KeyOn Communications, which calls itself the largest broadband wireless provider focused on rural markets, undoubtedly was disappointed that it only won funding for one out of 16 applications that it filed with the Rural Utilities Service in the broadband stimulus program. But that $10.2 million award for a WiMax network in Nevada was one of the largest the RUS made for a wireless project, and KeyOn is wasting no time moving ahead with it, announcing today that it plans to use equipment from Alvarion in its deployment. That announcement should come as no surprise, considering that Alvarion already is a key supplier to KeyOn.
In making the stimulus application for Nevada, KeyOn had to submit information about pre-existing broadband network infrastructure in the target areas. As a result, KeyOn CEO Jonathan Snyder told investors on a conference call last week, “We have a good sense of the competitive landscape and hope for a good uptake.”
KeyOn, which operates a network covering 50,000 square miles in 12 states, also sees plenty of opportunity to continue its strategy of growth through acquisition. Since launching its UNIFi consolidation program in 2009, the company has acquired and integrated six companies, Snyder said, adding that those acquisitions were in addition to four made prior to formalizing the UNIFi program.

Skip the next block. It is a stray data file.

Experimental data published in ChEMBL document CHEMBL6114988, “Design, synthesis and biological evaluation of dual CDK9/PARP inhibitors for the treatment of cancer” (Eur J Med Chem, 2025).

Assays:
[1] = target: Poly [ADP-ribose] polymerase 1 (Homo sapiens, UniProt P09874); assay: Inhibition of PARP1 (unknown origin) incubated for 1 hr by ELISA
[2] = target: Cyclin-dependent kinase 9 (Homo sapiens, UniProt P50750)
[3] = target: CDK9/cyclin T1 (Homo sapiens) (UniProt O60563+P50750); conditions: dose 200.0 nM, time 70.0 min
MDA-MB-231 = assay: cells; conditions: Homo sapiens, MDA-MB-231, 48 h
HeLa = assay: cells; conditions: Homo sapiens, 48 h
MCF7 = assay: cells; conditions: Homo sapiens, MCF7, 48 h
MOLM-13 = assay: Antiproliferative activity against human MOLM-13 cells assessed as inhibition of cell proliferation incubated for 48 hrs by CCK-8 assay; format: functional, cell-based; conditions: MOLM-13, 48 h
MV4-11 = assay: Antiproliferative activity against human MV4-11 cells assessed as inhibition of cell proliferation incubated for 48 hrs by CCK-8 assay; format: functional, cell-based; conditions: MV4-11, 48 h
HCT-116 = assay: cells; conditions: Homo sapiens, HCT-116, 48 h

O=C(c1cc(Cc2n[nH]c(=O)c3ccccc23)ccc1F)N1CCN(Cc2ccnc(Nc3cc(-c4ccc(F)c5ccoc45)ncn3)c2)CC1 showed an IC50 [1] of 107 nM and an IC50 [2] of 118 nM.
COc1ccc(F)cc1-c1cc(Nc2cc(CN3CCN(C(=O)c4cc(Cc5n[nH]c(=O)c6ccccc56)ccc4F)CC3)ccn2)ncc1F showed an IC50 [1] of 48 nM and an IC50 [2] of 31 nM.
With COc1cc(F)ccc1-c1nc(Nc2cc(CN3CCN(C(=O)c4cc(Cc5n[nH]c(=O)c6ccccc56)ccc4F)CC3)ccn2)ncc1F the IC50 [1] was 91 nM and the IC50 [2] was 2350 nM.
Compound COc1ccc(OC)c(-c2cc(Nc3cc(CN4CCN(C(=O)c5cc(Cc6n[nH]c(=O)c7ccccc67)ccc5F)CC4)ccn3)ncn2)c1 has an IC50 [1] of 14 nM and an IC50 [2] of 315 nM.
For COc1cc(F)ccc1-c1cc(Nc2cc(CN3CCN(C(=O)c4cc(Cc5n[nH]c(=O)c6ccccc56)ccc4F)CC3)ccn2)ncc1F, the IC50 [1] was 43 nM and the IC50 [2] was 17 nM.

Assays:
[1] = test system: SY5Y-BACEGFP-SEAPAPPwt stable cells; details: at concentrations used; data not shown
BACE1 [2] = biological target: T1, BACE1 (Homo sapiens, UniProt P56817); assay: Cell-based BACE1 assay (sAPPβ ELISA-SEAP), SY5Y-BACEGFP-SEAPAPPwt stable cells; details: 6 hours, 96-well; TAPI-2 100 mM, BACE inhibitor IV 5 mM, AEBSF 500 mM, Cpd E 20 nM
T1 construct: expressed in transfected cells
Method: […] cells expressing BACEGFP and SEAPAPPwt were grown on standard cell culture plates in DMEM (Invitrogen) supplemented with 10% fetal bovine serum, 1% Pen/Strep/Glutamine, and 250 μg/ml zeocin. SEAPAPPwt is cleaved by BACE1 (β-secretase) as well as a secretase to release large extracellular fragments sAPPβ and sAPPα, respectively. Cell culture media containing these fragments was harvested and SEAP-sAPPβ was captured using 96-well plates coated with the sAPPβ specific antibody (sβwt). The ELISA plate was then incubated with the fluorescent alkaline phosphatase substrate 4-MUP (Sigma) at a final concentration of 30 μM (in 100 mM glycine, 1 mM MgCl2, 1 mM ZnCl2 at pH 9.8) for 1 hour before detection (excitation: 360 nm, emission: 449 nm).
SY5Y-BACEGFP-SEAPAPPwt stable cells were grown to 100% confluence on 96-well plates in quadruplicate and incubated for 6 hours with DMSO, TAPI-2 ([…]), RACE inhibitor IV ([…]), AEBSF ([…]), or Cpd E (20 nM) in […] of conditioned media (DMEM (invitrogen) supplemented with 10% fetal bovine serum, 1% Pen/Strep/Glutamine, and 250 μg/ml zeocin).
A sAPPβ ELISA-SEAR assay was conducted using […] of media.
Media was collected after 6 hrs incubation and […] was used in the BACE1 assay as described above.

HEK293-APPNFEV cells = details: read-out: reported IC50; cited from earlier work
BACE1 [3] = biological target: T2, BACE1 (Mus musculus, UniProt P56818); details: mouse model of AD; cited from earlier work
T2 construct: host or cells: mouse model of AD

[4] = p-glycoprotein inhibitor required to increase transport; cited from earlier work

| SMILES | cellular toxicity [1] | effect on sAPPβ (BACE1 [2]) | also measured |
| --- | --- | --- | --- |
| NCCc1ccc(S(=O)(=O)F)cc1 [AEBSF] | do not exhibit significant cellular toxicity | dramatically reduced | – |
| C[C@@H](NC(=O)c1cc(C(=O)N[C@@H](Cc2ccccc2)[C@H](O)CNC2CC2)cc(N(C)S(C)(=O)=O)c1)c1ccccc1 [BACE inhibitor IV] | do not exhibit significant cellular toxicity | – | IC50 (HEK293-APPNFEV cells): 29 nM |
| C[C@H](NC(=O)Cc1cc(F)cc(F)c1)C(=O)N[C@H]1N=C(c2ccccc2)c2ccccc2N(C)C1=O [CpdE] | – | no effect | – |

“What we do well is using our network management [system] to mitigate integration risk,” said Snyder. “We have grown subscribers 30% through the program and have grown revenues at a similar rate.”
There certainly seems to be plenty more room for consolidation in the broadband wireless market. Snyder estimated that there are between 2,000 and 3,000 small broadband wireless networks in the U.S. Of these, he said KeyOn has identified 300 active targets with a total of 40,000 subscribers, which KeyOn could run “more effectively” by “integrating their towers and customer base.” Using that approach, Snyder said, KeyOn “can generate economies of scale.”
An outside observer could make the argument that KeyOn will be able to concentrate more intensely on its core competency of acquiring broadband providers now that the company will be less involved than it might otherwise have been in meeting broadband stimulus build-out timelines and requirements.